Review – The Shawshank Redemption, Wyndham’s Theatre

Friday 11 September 2009

shawshank redemption“Dreams are what the future is made of… Hope will take you there.”

Did someone really mean that? And what did they really mean? We can’t imagine. It’s writ large in bright lights along the marquee of the Wyndham’s Theatre where The Shawshank Redemption is playing. The Whingers spent much of the interval mulling it over last night but frankly they were none the wiser once their mulling was done.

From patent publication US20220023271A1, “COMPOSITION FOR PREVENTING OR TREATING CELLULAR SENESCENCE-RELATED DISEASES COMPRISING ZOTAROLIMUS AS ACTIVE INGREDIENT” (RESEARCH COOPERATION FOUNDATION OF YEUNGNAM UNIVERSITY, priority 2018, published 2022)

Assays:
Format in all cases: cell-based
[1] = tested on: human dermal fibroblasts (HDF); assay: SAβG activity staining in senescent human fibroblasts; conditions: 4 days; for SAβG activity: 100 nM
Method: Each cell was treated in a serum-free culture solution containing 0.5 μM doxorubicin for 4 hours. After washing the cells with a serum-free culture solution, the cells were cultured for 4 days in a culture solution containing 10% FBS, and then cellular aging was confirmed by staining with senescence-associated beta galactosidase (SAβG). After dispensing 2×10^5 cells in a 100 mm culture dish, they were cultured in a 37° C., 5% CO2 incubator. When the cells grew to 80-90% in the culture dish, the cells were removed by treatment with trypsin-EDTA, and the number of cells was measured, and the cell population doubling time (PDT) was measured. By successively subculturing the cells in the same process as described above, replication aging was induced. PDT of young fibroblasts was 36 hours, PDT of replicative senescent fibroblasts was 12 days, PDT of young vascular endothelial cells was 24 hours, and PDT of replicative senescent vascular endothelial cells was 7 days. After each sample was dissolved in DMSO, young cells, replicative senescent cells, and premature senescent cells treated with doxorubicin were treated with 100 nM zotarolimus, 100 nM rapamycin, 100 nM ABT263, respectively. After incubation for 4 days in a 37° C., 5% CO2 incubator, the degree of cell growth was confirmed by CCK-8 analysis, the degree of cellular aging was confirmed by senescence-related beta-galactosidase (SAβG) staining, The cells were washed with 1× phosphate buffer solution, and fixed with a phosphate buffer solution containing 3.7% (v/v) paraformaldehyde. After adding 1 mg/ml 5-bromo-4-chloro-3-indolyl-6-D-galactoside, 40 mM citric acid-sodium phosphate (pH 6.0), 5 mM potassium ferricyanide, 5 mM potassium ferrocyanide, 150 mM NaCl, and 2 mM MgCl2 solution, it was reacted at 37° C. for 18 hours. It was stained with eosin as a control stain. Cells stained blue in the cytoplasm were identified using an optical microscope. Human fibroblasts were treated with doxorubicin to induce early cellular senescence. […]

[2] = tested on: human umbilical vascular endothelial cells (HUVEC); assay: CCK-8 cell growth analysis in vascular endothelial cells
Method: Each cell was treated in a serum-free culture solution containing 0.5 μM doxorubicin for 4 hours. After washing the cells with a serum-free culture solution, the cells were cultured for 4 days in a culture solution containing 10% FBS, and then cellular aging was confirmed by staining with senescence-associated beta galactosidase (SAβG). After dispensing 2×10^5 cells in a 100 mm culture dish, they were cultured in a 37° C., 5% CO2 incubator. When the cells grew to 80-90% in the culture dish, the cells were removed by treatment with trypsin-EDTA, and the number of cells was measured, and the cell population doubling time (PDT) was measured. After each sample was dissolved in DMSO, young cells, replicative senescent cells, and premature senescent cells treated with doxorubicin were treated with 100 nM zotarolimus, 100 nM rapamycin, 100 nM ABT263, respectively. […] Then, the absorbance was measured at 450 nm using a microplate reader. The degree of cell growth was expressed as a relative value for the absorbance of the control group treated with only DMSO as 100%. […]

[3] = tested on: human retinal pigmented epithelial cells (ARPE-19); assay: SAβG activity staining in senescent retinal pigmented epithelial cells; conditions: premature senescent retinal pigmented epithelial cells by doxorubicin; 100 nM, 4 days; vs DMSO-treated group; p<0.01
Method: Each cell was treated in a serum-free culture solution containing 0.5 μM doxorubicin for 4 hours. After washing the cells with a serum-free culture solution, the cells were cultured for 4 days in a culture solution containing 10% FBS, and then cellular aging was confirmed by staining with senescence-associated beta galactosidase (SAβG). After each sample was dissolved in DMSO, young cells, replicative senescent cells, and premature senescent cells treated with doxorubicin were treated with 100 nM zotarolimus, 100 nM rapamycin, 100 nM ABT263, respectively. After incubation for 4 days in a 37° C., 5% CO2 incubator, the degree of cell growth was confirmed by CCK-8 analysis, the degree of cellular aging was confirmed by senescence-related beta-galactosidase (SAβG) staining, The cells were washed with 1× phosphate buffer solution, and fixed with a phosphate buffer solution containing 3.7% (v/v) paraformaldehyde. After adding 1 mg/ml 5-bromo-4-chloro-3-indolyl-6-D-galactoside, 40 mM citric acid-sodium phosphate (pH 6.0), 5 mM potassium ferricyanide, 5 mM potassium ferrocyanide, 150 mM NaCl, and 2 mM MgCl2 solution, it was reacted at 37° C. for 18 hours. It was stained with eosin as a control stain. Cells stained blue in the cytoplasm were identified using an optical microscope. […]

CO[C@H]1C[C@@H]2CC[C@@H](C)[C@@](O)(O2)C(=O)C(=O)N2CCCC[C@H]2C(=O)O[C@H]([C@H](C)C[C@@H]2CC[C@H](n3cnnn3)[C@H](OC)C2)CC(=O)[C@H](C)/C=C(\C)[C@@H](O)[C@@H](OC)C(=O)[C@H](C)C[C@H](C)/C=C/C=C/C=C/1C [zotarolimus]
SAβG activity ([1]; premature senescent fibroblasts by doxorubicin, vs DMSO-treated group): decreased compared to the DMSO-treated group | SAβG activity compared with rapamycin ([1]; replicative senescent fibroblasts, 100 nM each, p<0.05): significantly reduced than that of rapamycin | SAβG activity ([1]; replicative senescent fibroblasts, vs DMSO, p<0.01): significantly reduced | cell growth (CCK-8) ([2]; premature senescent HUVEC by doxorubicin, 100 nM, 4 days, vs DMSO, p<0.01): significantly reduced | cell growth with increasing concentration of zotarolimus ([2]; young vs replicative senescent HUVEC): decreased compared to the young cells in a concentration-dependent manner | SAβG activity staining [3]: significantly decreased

Shawshank was, of course,  a rather agreeable film based on a novella by Stephen King. Then some people in Ireland decided to make it into a play which was put on at Dublin’s Gaiety Theatre where – according to the hype surrounding the London transfer – it earned rave reviews. We could only find one review: it’s in the Irish Times written by Peter Crawley who seemed to like it well enough but he can hardly be described as raving.

But people are turning up in their droves regardless: there was hardly a spare seat in the stalls last night. It wasn’t available on TKTS and we’ve heard no rumours of the house being papered so we must assume these were mostly genuine punters attracted by the cachet of the film.